Featured Articles

Theological Matters

Theological Insights from Southwestern

spiritual_orphan

Teenagers: From Self-Absorbed to Self-Sacrificing

Researcher Tim Elmore has found young adults to be a narcissistic or me-centered generation. They have spurts when they want to change the world but have not grown up with strong enough commitments to sustain activity toward change. Youth ministry today shapes future young adults.

The moralistic therapeutic deism that characterizes most church teenagers is almost entirely me-centered. Now we know that teenagers mostly absorb this focus on self from the adult congregation. When prospective church members approach the visitors’ center in the lobby, their first question usually is, “What programs and services do you offer that our family might enjoy?” I once heard Erwin McManus say, “Looking for a church to ‘meet my needs’ sets up a consumer mentality—and the church becomes a pig farm.”

Whether we are discipling teenagers or adults, our focus must be on changing their orientation from self to others. Giving believers genuine hearts for others is one of the antidotes to moralistic therapeutic deism.

Giving believers genuine hearts for others is one of the antidotes to moralistic therapeutic deism.

Scot McKnight says: “Everything about spiritual formation for Jesus is shaped by his version of the Shema. For Jesus, love of God and love of others is the core. Love, a term almost indefinable, is unconditional regard for a person that prompts and shapes behaviors in order to help that person become what God desires. Love, when working properly, is both emotion and will, affection and action.”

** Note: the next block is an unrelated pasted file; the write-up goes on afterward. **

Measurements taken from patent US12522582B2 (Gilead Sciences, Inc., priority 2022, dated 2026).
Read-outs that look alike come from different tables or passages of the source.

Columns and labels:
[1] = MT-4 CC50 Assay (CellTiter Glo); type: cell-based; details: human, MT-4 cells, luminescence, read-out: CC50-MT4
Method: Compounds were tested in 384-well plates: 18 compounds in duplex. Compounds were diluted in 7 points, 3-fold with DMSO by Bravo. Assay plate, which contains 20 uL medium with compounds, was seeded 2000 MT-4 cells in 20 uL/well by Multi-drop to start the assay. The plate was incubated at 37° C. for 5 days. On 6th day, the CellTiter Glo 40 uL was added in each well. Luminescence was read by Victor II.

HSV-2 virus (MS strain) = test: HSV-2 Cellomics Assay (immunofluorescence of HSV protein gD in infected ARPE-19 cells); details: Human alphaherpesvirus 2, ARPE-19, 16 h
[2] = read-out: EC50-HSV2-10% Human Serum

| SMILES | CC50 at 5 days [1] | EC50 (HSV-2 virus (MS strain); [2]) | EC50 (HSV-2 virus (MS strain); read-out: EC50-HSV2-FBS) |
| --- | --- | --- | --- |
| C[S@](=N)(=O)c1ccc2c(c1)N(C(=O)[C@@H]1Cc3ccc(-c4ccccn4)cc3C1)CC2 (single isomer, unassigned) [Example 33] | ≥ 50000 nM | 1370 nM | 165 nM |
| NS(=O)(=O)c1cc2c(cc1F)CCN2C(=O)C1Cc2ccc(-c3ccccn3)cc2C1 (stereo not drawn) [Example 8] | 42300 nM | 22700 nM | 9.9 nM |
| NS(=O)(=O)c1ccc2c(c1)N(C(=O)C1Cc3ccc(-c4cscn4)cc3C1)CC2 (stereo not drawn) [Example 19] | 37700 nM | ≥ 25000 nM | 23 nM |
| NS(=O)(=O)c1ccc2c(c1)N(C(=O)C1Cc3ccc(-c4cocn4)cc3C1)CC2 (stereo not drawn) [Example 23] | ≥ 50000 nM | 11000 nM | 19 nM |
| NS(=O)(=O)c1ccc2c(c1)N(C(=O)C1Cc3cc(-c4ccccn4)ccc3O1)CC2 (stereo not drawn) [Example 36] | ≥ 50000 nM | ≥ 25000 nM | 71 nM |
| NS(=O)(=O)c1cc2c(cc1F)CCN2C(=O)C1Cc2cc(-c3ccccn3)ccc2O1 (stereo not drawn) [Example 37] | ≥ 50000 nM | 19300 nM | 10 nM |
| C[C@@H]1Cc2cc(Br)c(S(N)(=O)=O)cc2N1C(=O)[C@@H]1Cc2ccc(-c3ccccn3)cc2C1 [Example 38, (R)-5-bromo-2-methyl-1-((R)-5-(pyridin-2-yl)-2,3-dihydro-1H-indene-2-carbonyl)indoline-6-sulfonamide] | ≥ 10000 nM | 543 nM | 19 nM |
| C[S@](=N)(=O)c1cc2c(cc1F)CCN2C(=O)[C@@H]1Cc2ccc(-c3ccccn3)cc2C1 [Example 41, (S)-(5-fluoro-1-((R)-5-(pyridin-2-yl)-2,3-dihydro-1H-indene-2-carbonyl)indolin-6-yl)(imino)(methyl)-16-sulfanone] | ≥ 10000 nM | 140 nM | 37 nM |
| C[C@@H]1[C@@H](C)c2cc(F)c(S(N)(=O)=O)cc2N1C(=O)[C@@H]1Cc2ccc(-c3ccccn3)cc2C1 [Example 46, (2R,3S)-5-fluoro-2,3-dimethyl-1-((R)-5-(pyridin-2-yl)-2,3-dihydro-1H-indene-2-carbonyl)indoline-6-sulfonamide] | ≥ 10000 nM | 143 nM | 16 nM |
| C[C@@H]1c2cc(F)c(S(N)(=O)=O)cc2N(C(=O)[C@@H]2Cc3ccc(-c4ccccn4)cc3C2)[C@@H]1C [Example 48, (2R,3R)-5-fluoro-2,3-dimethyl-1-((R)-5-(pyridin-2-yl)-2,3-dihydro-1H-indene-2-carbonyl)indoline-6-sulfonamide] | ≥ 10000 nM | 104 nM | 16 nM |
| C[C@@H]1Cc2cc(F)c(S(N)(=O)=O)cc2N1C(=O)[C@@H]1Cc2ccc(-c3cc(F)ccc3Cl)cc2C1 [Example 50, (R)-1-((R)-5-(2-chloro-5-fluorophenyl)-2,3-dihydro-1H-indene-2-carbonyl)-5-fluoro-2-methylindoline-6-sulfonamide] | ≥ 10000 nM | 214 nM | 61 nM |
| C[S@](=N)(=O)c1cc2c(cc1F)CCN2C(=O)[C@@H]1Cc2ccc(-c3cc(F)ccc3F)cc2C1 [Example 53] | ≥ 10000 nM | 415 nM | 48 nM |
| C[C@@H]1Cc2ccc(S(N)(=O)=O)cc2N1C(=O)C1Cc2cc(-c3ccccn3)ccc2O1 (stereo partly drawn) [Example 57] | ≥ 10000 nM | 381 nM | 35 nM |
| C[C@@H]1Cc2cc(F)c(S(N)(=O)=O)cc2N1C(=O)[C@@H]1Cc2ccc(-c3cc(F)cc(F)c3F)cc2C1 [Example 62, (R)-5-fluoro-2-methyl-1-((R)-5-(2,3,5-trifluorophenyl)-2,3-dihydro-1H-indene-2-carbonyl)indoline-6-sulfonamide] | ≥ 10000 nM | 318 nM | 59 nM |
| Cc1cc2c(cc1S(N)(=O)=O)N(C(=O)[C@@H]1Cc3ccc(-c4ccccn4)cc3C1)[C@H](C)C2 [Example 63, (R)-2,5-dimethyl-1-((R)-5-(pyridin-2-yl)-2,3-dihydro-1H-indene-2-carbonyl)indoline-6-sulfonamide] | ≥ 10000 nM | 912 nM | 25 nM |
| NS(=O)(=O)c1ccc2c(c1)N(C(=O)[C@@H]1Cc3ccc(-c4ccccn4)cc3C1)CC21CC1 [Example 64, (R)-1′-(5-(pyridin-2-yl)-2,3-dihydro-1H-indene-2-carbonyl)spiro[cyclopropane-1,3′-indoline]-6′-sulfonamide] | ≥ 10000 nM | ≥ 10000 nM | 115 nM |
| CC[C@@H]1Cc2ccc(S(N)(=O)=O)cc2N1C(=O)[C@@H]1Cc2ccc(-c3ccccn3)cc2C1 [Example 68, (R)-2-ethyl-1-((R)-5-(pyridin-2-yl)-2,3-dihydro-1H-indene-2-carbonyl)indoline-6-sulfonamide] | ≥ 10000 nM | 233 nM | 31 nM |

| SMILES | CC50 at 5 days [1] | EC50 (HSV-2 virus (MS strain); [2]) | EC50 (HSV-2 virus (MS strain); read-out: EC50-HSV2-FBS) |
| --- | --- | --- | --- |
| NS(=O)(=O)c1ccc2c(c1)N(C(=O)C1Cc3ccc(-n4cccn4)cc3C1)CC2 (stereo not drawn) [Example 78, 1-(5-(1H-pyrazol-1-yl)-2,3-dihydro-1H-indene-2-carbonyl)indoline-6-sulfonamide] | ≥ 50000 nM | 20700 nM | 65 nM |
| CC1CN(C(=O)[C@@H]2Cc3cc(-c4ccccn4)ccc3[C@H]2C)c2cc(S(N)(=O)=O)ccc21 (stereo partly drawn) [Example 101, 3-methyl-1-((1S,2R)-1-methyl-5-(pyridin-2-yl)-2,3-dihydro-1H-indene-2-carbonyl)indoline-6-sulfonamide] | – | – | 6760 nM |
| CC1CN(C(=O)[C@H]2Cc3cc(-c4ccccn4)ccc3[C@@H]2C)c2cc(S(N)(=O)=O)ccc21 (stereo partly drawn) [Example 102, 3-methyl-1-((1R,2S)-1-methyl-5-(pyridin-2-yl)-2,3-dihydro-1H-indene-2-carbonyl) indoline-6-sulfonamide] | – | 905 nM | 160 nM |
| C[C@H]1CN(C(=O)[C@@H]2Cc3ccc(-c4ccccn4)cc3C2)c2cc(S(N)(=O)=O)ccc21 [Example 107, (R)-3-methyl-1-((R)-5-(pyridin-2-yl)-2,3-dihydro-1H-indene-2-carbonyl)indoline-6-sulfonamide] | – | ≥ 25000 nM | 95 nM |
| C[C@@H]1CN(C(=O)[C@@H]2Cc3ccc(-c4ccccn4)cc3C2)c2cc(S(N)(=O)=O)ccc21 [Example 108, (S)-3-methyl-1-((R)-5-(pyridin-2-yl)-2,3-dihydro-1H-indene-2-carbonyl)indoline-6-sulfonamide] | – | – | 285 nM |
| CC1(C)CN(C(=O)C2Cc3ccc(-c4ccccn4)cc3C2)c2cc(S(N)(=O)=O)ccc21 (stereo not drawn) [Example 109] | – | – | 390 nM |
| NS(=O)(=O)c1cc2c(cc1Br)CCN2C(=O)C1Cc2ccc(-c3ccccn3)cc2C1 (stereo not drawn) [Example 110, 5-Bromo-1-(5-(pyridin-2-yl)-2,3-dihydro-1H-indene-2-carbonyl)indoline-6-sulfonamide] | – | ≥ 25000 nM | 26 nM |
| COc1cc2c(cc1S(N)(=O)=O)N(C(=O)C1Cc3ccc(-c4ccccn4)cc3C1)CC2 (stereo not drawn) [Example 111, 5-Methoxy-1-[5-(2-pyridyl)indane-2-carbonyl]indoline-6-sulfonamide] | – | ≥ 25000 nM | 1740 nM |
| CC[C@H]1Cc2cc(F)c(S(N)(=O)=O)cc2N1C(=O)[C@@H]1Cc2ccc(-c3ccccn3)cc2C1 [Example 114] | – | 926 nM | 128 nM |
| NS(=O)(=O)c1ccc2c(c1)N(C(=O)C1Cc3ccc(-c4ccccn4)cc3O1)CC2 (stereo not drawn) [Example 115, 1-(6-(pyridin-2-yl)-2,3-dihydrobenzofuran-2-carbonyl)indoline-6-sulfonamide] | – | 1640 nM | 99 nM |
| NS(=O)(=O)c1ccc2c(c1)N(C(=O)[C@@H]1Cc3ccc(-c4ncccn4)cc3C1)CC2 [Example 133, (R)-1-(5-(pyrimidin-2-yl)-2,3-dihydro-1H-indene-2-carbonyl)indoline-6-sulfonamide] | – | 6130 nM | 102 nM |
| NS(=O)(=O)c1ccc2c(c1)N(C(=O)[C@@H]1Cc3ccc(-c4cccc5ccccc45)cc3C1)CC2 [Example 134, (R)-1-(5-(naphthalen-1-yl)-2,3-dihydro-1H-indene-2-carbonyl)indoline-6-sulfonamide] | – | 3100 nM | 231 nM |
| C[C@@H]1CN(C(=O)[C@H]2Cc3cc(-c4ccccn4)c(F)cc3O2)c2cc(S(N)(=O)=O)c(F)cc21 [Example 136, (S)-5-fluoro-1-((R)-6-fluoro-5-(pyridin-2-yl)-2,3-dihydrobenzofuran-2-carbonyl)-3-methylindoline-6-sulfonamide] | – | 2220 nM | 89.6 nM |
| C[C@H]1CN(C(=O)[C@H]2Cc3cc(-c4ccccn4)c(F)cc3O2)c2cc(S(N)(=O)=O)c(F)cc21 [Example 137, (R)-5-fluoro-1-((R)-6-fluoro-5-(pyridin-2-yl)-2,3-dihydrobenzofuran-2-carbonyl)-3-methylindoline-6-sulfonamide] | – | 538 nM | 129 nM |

Mobilizing teenagers to love and show compassion for others in the name of Christ may be completely comfortable to you. In fact, it might be right at the heart of your youth ministry. But it is also possible you are in a stream of the church that does not give as much attention to this theme.

If discussing sacrifice, compassion, and justice makes you a little nervous, let me make a suggestion. Just decide you are going to follow the instruction of Scripture alone—from Genesis to Revelation. And decide you will give closest attention to God’s most complete revelation—His Son.

God redeems believers to be conformed to the image of Jesus Christ (Rom. 8:29). But what exactly is that image to which we are to be conformed? The image of the Son is multifaceted. But one of those facets was declared by Jesus Himself when He said, “For even the Son of Man came not to be served but to serve” (Mark 10:45).

Believers who imitate Christ are believers who serve.

Believers who imitate Christ are believers who serve. Just to make sure we did not miss this, Jesus said it another way in Mathew 20:25–28: “You know that the rulers of the Gentiles lord it over them, and their great ones exercise authority over them. It shall not be so among you. But whoever would be great among you must be your servant, and whoever would be first among you must be your slave, even as the Son of Man came not to be served but to serve, and to give his life as a ransom for many.”